Turning points curriculum, NIJC Online classroom, Visit the California Indian Museum & Cultural Center justice scale, judge robe and gavel decorated with Native American beads Building the Capacity of Tribal Courts NIJC Online classroom Visit the California Indian Museum & Cultural Center About us: Letter from the Chairman, Board of Directors, Staff

The National Indian Justice Center, Inc. (NIJC) is an Indian owned and operated non-profit corporation with principal offices in Santa Rosa, California. The National Indian Justice Center was established in 1983 through the collective efforts of the National American Indian Court Judges Association, the American Indian Lawyer Training Program, and the Bureau of Indian Affairs in order to establish an boy in Native American regalia independent national resource for Native communities and tribal governments.

The goals of NIJC are to design and deliver legal education, research, and technical assistance programs which seek to improve the quality of life for Native communities and the administration of justice in Indian country.

In Loving Memory of Joseph Myers

Joseph Myers

The founder of the National Indian Justice Center and the founder and chairman of the California Indian Museum and Cultural Center has walked on to the spirit world. We are devastated by this loss. He was a fearless leader and educator. He was dedicated to the improvement of justice in Indian Country, public awareness of California Indian history and cultural revitalization. We will continue to carry on his visionary work for future generations. Please take a moment to learn about his life’s work and honor his legacy. May he forever Rest in Peace and Power.

Joseph A. Myers, a Pomo Indian of northern California, served as the Executive Directorof the National Indian Justice Center (NIJC), a non-profit corporation in Santa Rosa, California. He founded the NIJC in 1983, as an independent resource for tribal governments and their courts. NIJC creates and conducts legal education, research, and technical assistance programs aimed at improving the administration of justice in Indian Country.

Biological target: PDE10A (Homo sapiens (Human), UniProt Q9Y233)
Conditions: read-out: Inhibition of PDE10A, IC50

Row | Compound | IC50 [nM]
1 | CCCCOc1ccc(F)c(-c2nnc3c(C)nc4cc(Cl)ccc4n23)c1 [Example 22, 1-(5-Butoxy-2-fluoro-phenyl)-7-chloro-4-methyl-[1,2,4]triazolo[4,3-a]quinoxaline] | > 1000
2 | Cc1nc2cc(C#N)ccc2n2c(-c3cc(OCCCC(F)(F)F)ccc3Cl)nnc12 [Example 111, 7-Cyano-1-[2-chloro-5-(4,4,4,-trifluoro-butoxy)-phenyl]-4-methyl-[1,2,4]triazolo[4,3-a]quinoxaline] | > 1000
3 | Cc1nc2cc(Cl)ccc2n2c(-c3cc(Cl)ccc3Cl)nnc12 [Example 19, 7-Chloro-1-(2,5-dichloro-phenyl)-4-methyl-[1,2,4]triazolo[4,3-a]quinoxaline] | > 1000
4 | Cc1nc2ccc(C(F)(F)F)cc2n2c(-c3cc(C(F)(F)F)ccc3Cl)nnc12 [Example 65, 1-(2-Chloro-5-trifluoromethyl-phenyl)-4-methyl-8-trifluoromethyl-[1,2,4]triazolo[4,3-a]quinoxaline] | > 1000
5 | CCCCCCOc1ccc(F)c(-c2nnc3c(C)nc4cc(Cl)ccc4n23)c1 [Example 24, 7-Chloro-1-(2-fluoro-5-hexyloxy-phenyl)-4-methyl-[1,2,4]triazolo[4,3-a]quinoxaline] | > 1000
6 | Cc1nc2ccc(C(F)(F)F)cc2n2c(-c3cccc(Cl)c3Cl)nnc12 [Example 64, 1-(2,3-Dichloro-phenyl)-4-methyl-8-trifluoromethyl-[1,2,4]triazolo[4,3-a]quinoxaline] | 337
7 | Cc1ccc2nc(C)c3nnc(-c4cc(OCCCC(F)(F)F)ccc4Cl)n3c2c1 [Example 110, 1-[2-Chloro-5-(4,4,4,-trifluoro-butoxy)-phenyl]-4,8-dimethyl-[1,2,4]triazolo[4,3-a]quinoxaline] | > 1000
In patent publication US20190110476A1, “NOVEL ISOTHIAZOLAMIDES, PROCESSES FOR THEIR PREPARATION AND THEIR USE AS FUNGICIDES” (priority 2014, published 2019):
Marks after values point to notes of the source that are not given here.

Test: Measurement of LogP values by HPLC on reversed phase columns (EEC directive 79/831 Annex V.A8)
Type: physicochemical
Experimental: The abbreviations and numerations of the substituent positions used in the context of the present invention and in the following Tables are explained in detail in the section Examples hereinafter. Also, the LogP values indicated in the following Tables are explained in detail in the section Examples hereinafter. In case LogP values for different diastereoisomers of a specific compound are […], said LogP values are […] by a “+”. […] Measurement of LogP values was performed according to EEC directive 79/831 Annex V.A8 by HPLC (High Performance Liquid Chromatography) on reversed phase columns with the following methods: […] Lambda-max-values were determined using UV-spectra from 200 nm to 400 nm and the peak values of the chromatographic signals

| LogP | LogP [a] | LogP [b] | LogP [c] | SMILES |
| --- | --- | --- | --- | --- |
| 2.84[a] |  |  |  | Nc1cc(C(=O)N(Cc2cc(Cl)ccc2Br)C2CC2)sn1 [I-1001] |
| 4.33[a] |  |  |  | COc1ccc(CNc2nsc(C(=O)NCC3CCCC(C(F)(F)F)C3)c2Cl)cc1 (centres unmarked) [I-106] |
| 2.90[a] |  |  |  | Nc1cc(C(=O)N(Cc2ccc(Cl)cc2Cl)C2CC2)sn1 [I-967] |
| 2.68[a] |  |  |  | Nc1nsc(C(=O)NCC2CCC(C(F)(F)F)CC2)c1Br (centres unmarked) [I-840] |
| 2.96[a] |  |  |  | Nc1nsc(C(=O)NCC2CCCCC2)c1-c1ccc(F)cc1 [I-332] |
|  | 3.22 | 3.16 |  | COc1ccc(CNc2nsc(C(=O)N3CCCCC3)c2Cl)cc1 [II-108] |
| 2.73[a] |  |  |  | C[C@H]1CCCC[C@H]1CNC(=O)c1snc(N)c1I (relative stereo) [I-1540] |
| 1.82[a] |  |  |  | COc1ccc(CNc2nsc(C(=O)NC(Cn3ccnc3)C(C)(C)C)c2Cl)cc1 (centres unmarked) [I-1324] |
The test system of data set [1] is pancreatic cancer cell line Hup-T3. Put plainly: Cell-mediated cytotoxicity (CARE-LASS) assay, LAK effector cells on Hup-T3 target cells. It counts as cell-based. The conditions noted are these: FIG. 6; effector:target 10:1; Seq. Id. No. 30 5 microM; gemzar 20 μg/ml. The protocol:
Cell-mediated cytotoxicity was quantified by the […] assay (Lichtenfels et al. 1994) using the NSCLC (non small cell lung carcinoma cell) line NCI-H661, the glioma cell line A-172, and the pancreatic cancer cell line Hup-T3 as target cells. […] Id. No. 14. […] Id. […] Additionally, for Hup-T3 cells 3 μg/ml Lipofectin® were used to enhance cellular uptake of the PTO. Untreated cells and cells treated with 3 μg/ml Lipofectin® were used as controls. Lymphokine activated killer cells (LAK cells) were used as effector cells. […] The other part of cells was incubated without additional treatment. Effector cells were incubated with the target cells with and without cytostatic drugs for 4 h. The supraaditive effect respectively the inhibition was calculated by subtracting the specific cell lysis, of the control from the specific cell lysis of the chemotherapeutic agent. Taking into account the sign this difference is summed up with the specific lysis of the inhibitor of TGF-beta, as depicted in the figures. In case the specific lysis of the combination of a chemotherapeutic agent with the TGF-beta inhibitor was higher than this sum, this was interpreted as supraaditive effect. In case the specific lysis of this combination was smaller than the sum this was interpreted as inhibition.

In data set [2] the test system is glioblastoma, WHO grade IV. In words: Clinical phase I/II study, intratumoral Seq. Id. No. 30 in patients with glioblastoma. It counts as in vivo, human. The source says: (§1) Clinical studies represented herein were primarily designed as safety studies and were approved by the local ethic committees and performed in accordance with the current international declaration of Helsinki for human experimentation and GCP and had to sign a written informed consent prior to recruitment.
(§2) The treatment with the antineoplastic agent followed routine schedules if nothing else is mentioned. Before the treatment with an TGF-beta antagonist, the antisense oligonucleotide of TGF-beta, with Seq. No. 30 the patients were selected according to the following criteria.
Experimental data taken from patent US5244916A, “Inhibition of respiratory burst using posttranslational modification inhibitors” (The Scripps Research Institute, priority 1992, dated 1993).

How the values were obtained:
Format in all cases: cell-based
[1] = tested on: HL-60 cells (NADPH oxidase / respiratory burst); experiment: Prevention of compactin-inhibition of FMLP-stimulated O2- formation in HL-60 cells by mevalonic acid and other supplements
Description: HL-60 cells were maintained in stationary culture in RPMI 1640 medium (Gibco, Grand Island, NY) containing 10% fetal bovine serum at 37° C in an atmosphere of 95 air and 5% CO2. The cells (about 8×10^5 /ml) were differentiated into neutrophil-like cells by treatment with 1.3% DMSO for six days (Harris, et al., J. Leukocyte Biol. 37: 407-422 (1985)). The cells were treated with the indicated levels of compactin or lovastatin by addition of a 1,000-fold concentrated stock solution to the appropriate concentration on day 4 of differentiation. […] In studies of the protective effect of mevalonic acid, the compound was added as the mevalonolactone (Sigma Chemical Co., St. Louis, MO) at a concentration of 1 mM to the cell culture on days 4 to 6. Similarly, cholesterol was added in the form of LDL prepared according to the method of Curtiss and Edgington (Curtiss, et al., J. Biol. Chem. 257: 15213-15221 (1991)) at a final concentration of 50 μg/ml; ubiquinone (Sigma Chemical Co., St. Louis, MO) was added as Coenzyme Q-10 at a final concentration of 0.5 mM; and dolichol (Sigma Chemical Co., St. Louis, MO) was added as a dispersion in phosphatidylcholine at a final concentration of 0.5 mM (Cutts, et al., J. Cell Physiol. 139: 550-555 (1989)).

Mr. Myers began his career as a law enforcement officer in Oakland. He was the first known California Indian to join the California Highway Patrol Officer. He was a graduate of the University of California, Berkeley (UCB), School of Law at Boalt Hall. From 1976 to 1983, Mr. Myers served as associate director of the American Indian Lawyer Training Program, creating and managing its tribal court advocate training project. During this time, he collaborated with the California Indian Legal Services to bring a lawsuit against the Bureau of Indian Affairs on behalf of his mother Tillie Hardwick. This case reversed the termination of 17 California Indian Rancheria communities. Mr. Myers contributed significantly to the improvement of education, justice and the quality of life in Indian country. For the past 29 years he lectured in Native American Studies at UCB. In 1993, Mr. Myers received national recognition from Attorney General Janet Reno for his work on behalf of victims of crime in Indian country. On December 6, 2002, the California Wellness Foundation awarded him the California Peace Prize for his work in violence prevention on Indian reservations. In 2010, Mr. Myers received the Peter E. Haas Public Service Award from U.C. Berkeley. Additionally, Mr. Myers was a founding board member of the California Indian Museum and Cultural Center. From 2002 to 2018, he served as Chairperson of CALTRANS Native American Advisory Committee. UCB recently honored Mr. Myers by naming a research center in his honor. The Joseph A. Myers Center is housed at UC Berkeley’s Institute for the Study of Societal Issues (ISSI), the center’s name is intended to recognize his extensive service to Indian country.